In our society, we often prioritise new equipment. Having something new makes us feel like we have got the very best product, which will do the very best job for us. However, this isn’t necessarily the case. You might find that you can get used equipment that is just as good – better, even, because it will do just as good a job for a fraction of the price. A used crane is no exception and the right piece of lifting equipment could make an enormous difference to your life and your work, without pushing up your budget to a level where you are uncomfortable with the buying process.

Is it safe to buy a used crane?

Safety is going to be the main concern on your mind, and that is completely understandable. Of course, safety is a big issue – you will need to be 100% sure the equipment you are using isn’t going to malfunction and cause unsafe situations. This is especially important if you have employees because you will have a duty of care towards them and any equipment they are using has to be right for the job.

The answer to this question is yes, it is perfectly safe to buy a used crane – as long as you do everything properly during the buying process. You must make sure your crane is fully certified and comes with all of the paperwork you need to prove this. You will also need to retain this paperwork for the future so that you can prove where and when you bought the crane, its specifications, its certifications for use and when it will next need to be serviced. You will need to produce this paperwork when you come to have your crane serviced in future.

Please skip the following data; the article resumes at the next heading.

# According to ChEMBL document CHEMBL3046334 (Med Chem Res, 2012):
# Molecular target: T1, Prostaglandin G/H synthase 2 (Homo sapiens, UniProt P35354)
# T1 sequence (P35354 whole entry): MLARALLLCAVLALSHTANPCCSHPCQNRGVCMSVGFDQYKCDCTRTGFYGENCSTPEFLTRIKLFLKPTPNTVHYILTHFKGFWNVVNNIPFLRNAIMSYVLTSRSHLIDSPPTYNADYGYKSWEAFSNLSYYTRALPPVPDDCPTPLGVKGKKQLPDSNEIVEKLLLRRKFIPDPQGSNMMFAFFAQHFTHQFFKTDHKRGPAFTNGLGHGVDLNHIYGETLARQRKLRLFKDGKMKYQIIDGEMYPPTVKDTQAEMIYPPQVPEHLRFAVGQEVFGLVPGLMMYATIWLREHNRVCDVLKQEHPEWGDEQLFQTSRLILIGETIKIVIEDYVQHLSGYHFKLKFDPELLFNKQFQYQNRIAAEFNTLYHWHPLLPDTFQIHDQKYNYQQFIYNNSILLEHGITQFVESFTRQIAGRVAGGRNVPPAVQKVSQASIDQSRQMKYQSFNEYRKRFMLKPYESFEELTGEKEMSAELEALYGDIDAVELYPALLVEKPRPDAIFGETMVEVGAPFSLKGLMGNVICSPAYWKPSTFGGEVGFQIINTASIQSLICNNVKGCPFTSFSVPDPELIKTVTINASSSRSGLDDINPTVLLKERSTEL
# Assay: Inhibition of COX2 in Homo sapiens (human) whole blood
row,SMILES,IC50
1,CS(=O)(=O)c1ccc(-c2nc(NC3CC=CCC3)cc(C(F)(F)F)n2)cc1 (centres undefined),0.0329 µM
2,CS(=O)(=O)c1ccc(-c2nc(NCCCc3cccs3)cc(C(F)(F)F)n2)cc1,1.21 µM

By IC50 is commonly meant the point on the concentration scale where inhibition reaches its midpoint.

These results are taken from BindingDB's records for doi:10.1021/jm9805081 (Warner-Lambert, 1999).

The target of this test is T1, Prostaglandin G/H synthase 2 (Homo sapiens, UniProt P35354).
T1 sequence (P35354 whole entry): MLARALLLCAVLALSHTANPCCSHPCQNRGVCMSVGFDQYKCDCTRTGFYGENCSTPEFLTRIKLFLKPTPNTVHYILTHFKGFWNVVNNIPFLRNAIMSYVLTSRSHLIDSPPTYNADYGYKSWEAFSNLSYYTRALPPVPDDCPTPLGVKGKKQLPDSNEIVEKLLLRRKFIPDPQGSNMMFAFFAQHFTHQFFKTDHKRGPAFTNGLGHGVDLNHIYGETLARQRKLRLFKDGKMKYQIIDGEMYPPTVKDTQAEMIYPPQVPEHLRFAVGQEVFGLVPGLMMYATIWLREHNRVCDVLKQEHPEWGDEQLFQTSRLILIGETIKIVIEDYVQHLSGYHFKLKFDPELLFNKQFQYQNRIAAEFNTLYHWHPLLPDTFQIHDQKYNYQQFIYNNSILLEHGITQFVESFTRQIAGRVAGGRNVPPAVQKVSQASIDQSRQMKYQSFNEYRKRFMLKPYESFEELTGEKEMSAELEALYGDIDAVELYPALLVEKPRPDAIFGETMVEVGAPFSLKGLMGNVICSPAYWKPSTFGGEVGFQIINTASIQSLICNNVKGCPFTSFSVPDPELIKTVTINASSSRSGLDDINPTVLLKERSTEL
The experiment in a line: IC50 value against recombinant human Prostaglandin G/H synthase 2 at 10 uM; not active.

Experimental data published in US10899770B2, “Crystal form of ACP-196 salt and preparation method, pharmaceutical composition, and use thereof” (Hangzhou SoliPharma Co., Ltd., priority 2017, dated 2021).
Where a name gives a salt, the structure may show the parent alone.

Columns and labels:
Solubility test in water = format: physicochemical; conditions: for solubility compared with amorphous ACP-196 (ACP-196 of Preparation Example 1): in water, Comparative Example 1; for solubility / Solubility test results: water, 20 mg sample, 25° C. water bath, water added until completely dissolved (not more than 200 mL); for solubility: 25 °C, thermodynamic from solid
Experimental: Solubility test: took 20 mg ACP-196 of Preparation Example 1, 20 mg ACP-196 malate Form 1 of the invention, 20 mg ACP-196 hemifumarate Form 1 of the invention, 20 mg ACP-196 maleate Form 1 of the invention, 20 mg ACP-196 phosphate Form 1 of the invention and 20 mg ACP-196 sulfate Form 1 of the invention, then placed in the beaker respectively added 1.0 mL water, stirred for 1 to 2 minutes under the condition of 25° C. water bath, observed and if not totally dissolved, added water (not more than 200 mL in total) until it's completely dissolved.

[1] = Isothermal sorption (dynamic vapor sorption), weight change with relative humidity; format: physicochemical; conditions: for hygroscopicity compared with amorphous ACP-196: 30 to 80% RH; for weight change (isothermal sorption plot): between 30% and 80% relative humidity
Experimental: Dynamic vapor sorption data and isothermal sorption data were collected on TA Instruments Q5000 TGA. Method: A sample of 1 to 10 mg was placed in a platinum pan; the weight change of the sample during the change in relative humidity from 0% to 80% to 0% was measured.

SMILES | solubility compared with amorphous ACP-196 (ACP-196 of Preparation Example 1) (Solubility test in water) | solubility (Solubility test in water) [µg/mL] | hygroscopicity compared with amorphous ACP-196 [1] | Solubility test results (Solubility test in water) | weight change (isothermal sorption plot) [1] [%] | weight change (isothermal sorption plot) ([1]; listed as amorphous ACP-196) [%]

How can you be sure that you are buying the right used crane for you?

Check everything out thoroughly and if you need to, visit a supplier in person to talk things through thoroughly. They can tell you the specifications of the crane you are thinking of buying, and talk you through everything in person to help you with the decision making process. It is really important to know the details of the loads you will be lifting, such as load capacity, whether or not they are irregular loads, and the environment in which the crane will be working. For example, if you are operating in an environment with low headroom where space might be a concern, a certain type of jib crane could be the answer for you. This information is all going to be essential to the supplier when they are recommending a crane to you and ensuring it is going to meet your needs fully.

It is also your own responsibility to make sure you are using the right equipment for the job. Under LOLER and PUWER, this is essential. You should make sure you have checked the equipment over fully before each and every job, as well as making sure it is fit for purpose and staff to have received adequate training.